This is my fifth year of fastidiously tracking my reading, and so it’s time to look back on what I have read in these last five years. My five favourite books of this half decade have been:1 The Mill on the Floss In my opinion, the best of George Eliot’s books apart from Middlemarch. She has such a gift for penetrating the human mind, but in a sympathetic rather than the caustic way favoured by more modern writers.
Have you ever checked the Rotten Tomato score of a movie before deciding to watch it? And then which one do you check–the critic or audience score? Will either matter in your enjoyment of the movie? I’ve decided to take a stab at answering these questions by examining the 2022 movie ratings of three roommates (one of them being my wife’s sister, hence my access (with permission) to their scores).
By far my least favourite thing about grading is having to endure the endless grade-grubbing. The wheedling, the pleading, the sense of entitlement; it’s all very distasteful to me. “I’m very surprised by this grade because I always get A’s in all my classes.” “I really can’t get a C on this paper otherwise…” “Show me why you thought this paper should get a 70.” What I dislike is not that students feel like their work is better than it us, but the fact that they care only about the grade and nothing about the material.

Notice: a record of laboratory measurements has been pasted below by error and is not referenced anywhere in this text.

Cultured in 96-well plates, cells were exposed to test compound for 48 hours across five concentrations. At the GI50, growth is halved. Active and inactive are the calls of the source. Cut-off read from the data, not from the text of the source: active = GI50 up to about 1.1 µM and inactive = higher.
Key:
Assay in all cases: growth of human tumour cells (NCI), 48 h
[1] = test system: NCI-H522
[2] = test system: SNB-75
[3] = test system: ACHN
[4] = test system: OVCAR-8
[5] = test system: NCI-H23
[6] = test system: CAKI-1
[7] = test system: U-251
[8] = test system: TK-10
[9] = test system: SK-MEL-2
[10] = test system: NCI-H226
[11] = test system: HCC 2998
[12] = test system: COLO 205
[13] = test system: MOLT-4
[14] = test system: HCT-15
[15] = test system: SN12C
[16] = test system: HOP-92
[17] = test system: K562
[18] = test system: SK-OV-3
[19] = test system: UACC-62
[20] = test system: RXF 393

I am currently working on trying to model the decision-making of church leaders when making decisions to change (or keep) church doctrine in response to changing public opinion. As part of that, I am trying to think of every significant factor that a church leader might take into mind (consciously or unconsciously) when put in such a situation. The list is hard to keep to a manageable length. The good news is that to model is to simplify; not all these factors can be taken into account, but that is also the bad news.
A social identity is chosen membership in a social group or category. Most of the answers to the question: “who are you?” are social identities. In my case, if I say I am a man, a father, a husband, an immigrant, and so on, these are all examples of broader social categories which make up much of my identity. But notice the irony here–we need to identity with larger social groups in order to answer the question of who we are at a personal level.